Call me naïve, but I never suspected what havoc writing a book about conversation would wreak on my social life.
When I meet someone new, however well we are getting along, the instant this fact is revealed the other person takes a deep breath, then a step back. Then they start apologising, assuming I’m about to rate their conversational prowess. Or – and this is worse – they expect me to dazzle them with spontaneous repartee.
I’m not yet a recluse, but it took some temptation to break my post-Christmas party fast last week, when I ventured from my home to Albemarle Street, an elegant Georgian thoroughfare off Piccadilly.
You might make such a trip for several reasons.
As the seventeenth century drew to its close, speculators realized this corner of London was ripe to be redeveloped as the Vegas of its day. Gentlemen’s clubs, gaming rooms, and all manner of high-class debauches soon pullulated in the shadows of aristocratic mansions fringing Green Park. Today their legacy is more chic than raffish, with the Ritz hotel and fine dining to draw well-heeled crowds.
Albemarle Street is also a particular magnet for literary pilgrims. Either they come to weep for Oscar Wilde, who was accused of homosexuality at the Albemarle Club, leading to his eventual imprisonment. Or they come to curse a publisher named John Murray.
Murray’s firm nurtured the likes of Jane Austen, Charles Darwin and Lord Byron, over tea and stronger refreshments, around the fire in the drawing room of the 50 Albemarle Street HQ. Alas, the Scotsman took his editorial role too seriously. After Byron’s death, Murray perused the poet’s gripping, scandalous, unpublished memoirs. But prudishness overcame fiscal prudence, and Murray dumped them in the fire, igniting centuries of delicious speculation. After all, given what everybody already knew about the incestuous Romantic, what devilment could be worth hiding?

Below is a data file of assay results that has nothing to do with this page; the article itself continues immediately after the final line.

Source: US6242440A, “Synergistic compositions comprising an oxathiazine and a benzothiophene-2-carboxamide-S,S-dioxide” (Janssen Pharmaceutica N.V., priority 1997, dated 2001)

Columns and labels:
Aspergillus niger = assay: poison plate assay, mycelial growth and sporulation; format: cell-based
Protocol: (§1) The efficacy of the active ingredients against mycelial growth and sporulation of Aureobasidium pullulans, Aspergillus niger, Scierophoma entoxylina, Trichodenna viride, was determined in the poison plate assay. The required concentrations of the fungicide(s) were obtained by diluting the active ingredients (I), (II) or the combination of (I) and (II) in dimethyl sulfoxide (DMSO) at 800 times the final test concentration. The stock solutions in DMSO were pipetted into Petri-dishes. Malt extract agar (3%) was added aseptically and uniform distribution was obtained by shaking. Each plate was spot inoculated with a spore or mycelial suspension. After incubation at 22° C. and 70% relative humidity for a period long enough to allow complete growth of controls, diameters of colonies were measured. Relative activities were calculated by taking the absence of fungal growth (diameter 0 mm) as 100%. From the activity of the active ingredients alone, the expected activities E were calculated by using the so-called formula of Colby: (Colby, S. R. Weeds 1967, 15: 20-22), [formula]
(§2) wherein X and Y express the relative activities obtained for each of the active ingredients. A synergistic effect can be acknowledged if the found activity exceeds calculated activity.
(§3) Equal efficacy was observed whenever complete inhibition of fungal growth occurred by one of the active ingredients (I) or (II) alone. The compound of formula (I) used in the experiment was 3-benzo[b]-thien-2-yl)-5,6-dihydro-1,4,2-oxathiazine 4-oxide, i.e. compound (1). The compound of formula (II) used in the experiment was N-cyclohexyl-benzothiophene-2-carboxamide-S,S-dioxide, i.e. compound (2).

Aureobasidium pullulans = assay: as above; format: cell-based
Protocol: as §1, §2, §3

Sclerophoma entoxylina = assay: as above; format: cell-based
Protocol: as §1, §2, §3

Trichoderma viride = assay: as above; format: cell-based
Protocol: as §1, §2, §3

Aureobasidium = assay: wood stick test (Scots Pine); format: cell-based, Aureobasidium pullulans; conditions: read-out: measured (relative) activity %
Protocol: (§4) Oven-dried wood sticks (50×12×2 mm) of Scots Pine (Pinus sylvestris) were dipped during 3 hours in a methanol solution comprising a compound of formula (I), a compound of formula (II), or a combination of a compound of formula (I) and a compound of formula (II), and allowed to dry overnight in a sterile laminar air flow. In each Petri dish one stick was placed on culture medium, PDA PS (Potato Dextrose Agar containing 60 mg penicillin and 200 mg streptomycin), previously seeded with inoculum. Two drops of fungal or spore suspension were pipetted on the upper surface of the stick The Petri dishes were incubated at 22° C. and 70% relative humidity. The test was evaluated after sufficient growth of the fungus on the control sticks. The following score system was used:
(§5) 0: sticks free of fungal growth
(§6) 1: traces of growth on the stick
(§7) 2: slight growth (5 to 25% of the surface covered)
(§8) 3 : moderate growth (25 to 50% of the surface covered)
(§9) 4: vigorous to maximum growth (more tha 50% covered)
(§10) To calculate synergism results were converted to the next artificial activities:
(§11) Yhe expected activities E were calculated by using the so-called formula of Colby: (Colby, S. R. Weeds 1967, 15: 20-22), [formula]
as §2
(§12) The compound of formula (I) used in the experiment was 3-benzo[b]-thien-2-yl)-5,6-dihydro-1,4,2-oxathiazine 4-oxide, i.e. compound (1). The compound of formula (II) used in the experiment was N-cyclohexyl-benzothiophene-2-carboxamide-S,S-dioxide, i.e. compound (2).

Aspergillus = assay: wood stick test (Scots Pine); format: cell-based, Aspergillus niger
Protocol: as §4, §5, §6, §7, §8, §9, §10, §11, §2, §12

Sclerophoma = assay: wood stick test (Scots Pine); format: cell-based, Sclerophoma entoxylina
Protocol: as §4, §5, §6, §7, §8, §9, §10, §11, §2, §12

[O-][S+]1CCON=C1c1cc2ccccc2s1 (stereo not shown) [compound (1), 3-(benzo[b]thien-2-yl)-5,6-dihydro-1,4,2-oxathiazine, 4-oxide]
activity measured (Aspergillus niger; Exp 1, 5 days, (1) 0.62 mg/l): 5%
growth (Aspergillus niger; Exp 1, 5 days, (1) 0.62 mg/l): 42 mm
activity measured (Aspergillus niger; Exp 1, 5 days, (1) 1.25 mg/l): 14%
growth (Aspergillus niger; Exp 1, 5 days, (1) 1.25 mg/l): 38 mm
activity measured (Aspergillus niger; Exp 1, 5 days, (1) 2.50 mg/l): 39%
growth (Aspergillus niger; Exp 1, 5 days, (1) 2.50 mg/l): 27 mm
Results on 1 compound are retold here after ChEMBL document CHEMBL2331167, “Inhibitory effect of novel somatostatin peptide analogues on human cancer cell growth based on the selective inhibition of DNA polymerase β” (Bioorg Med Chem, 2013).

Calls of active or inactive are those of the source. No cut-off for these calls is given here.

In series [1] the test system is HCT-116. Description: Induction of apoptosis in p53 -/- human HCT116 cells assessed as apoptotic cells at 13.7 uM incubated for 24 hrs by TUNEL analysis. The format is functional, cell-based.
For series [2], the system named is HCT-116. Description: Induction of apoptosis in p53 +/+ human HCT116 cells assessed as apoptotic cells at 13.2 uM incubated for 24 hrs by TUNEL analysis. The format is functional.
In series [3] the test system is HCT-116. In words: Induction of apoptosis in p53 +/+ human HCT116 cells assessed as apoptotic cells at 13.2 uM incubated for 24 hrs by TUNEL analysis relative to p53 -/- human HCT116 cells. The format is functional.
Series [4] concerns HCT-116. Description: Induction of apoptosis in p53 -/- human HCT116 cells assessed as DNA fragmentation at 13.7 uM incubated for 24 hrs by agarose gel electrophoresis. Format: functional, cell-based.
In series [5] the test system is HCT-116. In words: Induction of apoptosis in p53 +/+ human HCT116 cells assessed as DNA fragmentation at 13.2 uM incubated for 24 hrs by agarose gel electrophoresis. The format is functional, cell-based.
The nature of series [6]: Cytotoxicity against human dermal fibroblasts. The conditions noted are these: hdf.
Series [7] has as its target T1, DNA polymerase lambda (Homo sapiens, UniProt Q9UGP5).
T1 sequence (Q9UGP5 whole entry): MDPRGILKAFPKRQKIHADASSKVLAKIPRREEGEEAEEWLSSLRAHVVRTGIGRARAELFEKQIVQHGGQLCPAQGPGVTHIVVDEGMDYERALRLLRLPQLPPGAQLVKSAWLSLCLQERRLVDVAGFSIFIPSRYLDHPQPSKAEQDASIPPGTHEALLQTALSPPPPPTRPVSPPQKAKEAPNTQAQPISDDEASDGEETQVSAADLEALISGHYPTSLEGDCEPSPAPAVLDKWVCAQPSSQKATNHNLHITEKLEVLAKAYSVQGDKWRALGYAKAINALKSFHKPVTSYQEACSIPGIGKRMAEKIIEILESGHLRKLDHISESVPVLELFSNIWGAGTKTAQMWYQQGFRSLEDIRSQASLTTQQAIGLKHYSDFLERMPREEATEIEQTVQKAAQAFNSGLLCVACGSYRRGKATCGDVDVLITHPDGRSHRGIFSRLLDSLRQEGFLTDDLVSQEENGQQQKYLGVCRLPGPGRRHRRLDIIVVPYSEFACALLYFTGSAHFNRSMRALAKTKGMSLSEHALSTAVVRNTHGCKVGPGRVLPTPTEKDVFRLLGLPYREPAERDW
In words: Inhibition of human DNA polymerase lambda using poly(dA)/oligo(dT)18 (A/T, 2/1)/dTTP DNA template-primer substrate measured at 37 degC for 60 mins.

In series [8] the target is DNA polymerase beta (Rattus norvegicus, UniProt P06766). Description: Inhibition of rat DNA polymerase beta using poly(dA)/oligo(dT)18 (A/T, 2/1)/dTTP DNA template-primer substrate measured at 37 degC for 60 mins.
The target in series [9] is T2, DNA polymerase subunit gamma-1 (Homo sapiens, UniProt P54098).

Nevertheless, I am grateful to John Murray. Not only does his company live on, in a tall glass building in a less salubrious part of town, and act as my British publisher. But when I went to their author party in Albemarle Street last week, I was surrounded by the works of my favourite authors, and for a millisecond could imagine myself part of such exalted company. What is more, standing by that notorious fireplace, I had the perfect topic to divert anybody who approached.
Or so I thought. Then the magnificent literary agent, Caroline Dawnay appeared.
‘Well,’ she said, ‘I told my friend Mungo he should come because I knew this would be a proper party because you’d be here.’
She disappeared, returning with a tall, reluctant Mungo.
‘This,’ she said terminally, ‘is the Art of Conversation.’
Well, what do you say to that?
As seen at penguin.com